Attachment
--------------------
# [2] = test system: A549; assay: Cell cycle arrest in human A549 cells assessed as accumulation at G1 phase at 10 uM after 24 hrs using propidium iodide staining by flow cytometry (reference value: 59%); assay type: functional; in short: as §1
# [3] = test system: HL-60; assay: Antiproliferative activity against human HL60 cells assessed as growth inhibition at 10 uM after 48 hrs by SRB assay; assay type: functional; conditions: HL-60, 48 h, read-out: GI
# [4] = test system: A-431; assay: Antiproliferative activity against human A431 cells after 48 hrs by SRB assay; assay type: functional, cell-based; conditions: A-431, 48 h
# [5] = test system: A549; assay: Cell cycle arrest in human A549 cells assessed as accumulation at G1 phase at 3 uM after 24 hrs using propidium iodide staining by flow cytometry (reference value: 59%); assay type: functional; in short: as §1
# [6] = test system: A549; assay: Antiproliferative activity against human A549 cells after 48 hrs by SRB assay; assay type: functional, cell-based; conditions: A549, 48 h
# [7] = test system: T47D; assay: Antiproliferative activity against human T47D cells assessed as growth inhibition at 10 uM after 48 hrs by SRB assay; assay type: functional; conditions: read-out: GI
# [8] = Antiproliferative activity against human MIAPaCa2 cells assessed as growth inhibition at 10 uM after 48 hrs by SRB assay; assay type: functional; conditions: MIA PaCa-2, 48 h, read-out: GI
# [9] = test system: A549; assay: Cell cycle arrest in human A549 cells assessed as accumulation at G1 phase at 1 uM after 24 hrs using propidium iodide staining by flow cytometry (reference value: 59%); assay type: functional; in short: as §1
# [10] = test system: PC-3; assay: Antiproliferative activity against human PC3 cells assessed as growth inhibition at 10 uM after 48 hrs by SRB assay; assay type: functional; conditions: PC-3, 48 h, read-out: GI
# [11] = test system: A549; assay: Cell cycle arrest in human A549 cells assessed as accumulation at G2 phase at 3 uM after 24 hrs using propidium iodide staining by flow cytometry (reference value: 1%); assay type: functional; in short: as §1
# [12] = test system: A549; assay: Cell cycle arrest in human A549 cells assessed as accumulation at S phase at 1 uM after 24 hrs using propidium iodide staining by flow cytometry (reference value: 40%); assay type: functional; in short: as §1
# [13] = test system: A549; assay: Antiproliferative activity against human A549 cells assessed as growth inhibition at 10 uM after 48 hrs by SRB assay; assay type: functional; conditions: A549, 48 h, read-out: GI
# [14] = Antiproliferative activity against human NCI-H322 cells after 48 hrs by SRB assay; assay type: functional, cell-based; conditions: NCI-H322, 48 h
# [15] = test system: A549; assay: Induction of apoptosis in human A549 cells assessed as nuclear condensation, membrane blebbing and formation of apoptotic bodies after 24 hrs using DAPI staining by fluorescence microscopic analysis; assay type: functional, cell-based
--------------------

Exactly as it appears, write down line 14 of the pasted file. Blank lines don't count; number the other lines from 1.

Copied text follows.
# [15] = test system: A549; assay: Induction of apoptosis in human A549 cells assessed as nuclear condensation, membrane blebbing and formation of apoptotic bodies after 24 hrs using DAPI staining by fluorescence microscopic analysis; assay type: functional, cell-based